SIDEBAR: Fan Drives

Cold weather’s here, and one would think that the engine’s fan drive should be the least of the trucker’s worries. And it should be, for the fan-drive mechanism ought to cycle little in low temperatures, especially if the truck’s cruising down the road into the face of an icy blast of air. Yet the fan must come on if the engine gets hot, no matter what the weather.

As beneficial as this device is in terms of fuel economy, there’s no lack of things to go wrong with it. For example, let’s say the engine overheats while climbing a long mountain grade and the driver determines that the fan has not come on.

A number of things could’ve caused it: a faulty temperature switch, temp gauge, or coolant sensor can be telling the fan drive that everything’s cool when it’s not. A short, break, or bad connector in wires leading to those parts could be blocking signals. Air pressure can be too low to run the fan drive. Or the clutch facing is too worn to grab.

A little experience with fan drives used by the carrier or truck maker will usually lead the technician right to the problem. There are, of course, various makes and types of fan drives. Their electric control systems run solenoids with various functions. The systems can be “normally open,” where all switches are usually open and are wired in parallel, and “normally closed,” where switches are usually closed and wired in series.

If the fan drive is the air-actuated “on” type and its controls are “normally open,” the solenoid valve would be plumbed so it’s normally closed. When the control system is activated by pressure or temperature, the solenoid valve is energized, allowing air pressure to engage the fan.

Fan-drive maker Horton Inc. warns that the solenoid valve can fail at a relatively young age through its exposure to engine heat. So engineers recommend mounting the solenoid somewhere off the engine-on the firewall, for instance. You might consider changing the solenoid’s location if it’s now on the engine. This is a relatively easy job because of course a solenoid’s electrical and air lines can be routed to the remote mounting location.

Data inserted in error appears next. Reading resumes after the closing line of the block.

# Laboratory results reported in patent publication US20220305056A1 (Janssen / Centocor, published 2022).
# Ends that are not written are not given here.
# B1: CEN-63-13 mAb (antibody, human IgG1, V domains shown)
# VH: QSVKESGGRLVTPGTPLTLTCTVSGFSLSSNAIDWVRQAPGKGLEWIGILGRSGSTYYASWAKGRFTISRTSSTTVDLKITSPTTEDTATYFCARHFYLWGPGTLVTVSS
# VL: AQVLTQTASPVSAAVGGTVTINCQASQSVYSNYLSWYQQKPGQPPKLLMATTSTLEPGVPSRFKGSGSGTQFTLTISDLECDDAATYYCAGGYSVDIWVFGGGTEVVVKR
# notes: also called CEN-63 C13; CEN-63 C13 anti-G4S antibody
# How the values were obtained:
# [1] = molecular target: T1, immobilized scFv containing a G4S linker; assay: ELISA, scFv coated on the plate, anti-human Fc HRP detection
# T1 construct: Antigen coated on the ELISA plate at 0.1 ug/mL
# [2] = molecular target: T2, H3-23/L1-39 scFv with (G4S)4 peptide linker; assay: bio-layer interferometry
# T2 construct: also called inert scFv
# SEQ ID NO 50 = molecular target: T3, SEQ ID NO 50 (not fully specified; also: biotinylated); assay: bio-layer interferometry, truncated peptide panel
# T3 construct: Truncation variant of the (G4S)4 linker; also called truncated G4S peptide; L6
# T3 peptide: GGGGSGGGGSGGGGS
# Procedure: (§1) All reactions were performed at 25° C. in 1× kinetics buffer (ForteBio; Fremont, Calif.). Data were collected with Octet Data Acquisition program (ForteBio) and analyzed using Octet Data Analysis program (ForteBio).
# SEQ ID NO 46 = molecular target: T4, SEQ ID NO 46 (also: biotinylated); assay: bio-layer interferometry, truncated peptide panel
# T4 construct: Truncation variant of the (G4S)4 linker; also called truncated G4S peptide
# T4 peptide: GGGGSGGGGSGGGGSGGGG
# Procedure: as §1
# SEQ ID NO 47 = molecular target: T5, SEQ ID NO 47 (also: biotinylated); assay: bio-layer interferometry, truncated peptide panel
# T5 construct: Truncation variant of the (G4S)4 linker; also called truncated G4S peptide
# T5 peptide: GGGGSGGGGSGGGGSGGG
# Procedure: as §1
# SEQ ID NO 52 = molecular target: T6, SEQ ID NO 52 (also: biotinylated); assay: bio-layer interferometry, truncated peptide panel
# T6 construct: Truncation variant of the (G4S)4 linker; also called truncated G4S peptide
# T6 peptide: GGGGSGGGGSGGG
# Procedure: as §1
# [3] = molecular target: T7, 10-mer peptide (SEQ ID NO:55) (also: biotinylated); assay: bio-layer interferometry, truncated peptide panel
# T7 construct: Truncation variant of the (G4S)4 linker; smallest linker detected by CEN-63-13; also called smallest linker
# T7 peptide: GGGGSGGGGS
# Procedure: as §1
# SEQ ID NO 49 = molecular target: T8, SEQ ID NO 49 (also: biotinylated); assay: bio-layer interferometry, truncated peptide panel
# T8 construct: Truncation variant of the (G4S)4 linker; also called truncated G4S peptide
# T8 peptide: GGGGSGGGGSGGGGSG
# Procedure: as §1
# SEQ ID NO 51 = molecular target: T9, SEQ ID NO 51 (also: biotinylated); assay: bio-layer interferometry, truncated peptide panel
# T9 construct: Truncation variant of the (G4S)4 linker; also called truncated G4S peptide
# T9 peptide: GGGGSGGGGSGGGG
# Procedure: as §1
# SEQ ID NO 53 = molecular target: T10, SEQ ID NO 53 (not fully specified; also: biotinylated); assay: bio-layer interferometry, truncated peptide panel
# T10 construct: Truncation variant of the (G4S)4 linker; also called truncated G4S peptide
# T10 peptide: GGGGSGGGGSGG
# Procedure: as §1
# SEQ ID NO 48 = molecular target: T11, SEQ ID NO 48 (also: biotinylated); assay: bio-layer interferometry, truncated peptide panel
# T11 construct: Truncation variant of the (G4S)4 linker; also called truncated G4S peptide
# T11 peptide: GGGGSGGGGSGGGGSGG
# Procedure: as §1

Heat sensors perform various functions. Two of them-on the radiator’s outflow and on the engine block near the water pump-tell the fan drive when to switch on or speed up. A heat/pressure sensor on the A/C compressor will pick up high temperature or pressure in the A/C’s refrigerant. The A/C sensor, in fact, may switch on the fan much more than anything in the engine’s cooling system.

Heat sensors may also be placed in the air intake manifold and the transmission. In spite of the aftercooler, inlet air may become hot and the cooling system may have to compensate. And the transmission may begin running hot and its remote-mounted oil cooler may need more air flow. In any of these instances, the sensors will alert the control system, which will switch on the fan.

At least two vendors now make a combination sensor that eliminates the separate units, and it may be optional from truck builders.

One design, which incorporates a miniaturized circuit board inside its brass housing, also controls the temperature gauge and warning lights, and limits the fan drive’s on-off cycling in response to A/C refrigerant pressure.

Another product, from Index Sensors and Controls, electronically monitors the air-conditioning compressor and other parts of the A/C system. It warns the driver and maintenance people when something is wrong in the system, probably before anybody notices.

This allows mechanics to fix the fault before hot weather sets in. The sensor also works more precisely with the fan drive, preventing needless cycling and wear-and-tear.

Several truck builders have made Index’s “APADS” system standard on certain models, and fleets who use it testify that it saves big dollars in A/C and fan clutch maintenance. It’s something to consider if A/C-related problems are plaguing your equipment-or will be when warm weather returns.

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